Musk says new rockets will travel anywhere on Earth in less than an hour

Mr Musk says he’s hoping to make his current space rockets redundant with a new vehicle code named BFR.

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The rocket will stand 100 metres tall with 31 engines to lift a payload of more than 4000 tons into space.

The rocket’s interplanetary vehicle will be just 48 metres long and will feature 40 cabins, each capable of carrying three people.

He believes he could send the first two cargo ships to the red planet by 2022 with the first two crewed craft touching down just two years later.

Mr Musk said he expected to start construction of the first ship in 2018 and was “fairly confident” of being able to launch in about five years.

Mr Musk says the cost will be much cheaper than other launch vehicles with the added benefit that it can safely return to earth and be reused.

“It’s really crazy that we build these sophisticated rockets and then crash them every time we fire,” he said in a presentation to the International Astronautical Congress in Adelaide.

“It really shows how fundamental reusabilty is.”

Mr Musk said he believed his program could be funded by the money his SpaceX company receives for launching satellites.

He said the BFR would also be able to service the International Space Station as well as establish human colonies on the moon and Mars.

The BFR will be able to travel to any destination on earth in under an hour, he announced on Twitter following his speech.

BFR will take you anywhere on Earth in less than 60 mins 南京桑拿,南京SPA,/HWt9BZ1FI9

— Elon Musk (@elonmusk) September 29, 2017

Later on Friday, Mr Musk will travel to Jamestown, in SA’s mid north, where his Tesla company is building the battery which will play an integral part of the state’s $550 million energy plan to avoid major blackouts and electricity shortages.

The battery is to be located next to a major wind farm and will be used to store power generated by the turbines that can be released into the network to ensure greater stability for the grid.

The Tesla boss previously made the bold promise to deliver the battery within 100 days or provide it for free.

He stood by that promise during his first visit to Adelaide earlier this year.

However it’s understood the clock will not start ticking on the 100-day commitment until regulators approve the project, clearing it for grid connection.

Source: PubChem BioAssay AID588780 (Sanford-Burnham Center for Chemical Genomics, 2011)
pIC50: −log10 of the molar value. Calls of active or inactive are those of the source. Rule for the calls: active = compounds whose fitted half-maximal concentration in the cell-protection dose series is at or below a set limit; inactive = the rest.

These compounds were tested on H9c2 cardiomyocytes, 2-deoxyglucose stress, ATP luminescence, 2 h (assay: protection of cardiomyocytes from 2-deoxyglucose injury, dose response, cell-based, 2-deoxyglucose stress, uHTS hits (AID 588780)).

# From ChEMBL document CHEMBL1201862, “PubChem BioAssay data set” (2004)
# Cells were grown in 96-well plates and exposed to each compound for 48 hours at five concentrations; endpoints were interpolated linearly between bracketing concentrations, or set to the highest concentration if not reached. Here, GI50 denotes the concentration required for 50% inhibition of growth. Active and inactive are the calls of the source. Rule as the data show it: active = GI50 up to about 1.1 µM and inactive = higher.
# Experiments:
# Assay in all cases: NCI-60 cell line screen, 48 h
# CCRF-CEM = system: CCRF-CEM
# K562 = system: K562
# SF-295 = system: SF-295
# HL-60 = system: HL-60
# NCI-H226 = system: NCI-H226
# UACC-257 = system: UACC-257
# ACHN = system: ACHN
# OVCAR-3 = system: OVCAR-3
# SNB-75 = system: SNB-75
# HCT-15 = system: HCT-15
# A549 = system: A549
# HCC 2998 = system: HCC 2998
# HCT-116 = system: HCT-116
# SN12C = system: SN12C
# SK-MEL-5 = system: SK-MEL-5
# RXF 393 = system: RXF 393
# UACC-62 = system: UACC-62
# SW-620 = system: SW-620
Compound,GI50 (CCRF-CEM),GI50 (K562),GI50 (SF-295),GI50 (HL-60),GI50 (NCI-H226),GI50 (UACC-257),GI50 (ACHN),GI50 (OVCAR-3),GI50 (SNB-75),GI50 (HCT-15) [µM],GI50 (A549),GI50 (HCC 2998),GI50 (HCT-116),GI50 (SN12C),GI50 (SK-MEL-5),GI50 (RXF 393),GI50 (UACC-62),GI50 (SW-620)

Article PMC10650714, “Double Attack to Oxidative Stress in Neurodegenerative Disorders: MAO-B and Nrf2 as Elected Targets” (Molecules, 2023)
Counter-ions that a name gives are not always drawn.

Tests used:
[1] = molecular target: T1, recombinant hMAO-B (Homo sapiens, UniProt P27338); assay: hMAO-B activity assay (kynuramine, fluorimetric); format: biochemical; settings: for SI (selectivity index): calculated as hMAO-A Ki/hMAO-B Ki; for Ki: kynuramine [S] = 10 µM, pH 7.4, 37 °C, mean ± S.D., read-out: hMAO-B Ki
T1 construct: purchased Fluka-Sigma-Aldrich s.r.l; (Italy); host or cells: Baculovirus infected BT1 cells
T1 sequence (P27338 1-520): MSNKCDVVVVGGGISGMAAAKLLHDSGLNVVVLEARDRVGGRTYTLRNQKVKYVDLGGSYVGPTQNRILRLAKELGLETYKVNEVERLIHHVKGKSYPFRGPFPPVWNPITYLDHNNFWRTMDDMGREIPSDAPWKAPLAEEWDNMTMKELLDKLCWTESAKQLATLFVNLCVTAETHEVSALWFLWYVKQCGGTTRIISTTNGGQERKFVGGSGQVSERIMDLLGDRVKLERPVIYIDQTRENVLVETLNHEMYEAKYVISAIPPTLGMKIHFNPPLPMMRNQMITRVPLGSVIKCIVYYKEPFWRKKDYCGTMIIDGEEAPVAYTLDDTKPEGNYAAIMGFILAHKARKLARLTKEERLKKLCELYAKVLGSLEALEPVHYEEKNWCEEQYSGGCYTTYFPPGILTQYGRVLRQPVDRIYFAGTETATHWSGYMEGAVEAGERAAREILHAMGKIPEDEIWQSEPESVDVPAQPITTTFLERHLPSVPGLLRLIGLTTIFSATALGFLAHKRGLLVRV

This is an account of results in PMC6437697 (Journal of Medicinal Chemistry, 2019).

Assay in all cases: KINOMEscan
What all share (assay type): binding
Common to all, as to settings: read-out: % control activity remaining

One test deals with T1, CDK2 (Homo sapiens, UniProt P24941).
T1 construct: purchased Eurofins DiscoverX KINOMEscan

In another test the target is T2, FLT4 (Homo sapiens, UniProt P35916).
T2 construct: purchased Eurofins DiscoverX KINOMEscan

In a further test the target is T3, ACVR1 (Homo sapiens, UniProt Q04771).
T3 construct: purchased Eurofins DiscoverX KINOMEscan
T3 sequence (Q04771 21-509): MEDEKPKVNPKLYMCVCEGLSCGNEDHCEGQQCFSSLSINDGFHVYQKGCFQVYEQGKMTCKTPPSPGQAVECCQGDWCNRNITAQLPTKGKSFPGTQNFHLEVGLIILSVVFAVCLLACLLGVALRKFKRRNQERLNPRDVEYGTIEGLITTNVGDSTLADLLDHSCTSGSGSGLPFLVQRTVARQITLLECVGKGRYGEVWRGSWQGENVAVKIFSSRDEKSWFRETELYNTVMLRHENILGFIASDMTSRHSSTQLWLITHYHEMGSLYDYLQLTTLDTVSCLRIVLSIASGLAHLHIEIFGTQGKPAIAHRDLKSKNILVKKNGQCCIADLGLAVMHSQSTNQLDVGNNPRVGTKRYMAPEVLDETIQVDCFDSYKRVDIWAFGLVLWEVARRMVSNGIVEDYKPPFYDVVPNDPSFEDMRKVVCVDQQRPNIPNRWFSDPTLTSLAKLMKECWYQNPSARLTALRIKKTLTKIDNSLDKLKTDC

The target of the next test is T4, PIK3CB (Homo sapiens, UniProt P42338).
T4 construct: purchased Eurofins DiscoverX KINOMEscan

Billionaire entrepreneur Elon Musk is back in Adelaide to deliver updates on two key projects – his plan for a mission to Mars and building the world’s largest lithium-ion battery.

Mr Musk will speak first on Friday afternoon at the International Astronautical Congress where he’ll detail his latest design for his SpaceX company’s Interplanetary Transport System, the giant rocket and spaceship.

He has teased about the latest developments in recent days, releasing an Instagram video that shows a simulated launch and also tweeting that the “design feels right”.

“This should be worth seeing,” he said.

Elon Musk’s presentation at @IAC2017 will start shortly. Watch live → 南京桑拿,南京SPA,/kCtBLPbSg8

— SpaceX (@SpaceX) September 29, 2017

Later on Friday, Mr Musk will travel to Jamestown, in SA’s mid north, where his Tesla company is building the battery which will play an integral part of the state’s $550 million energy plan to avoid major blackouts and electricity shortages.

The battery is to be located next to a major wind farm and will be used to store power generated by the turbines that can be released into the network to ensure greater stability for the grid.

The Tesla boss previously made the bold promise to deliver the battery within 100 days or provide it for free.

He stood by that promise during his first visit to Adelaide earlier this year.

However it’s understood the clock will not start ticking on the 100-day commitment until regulators approve the project, clearing it for grid connection.

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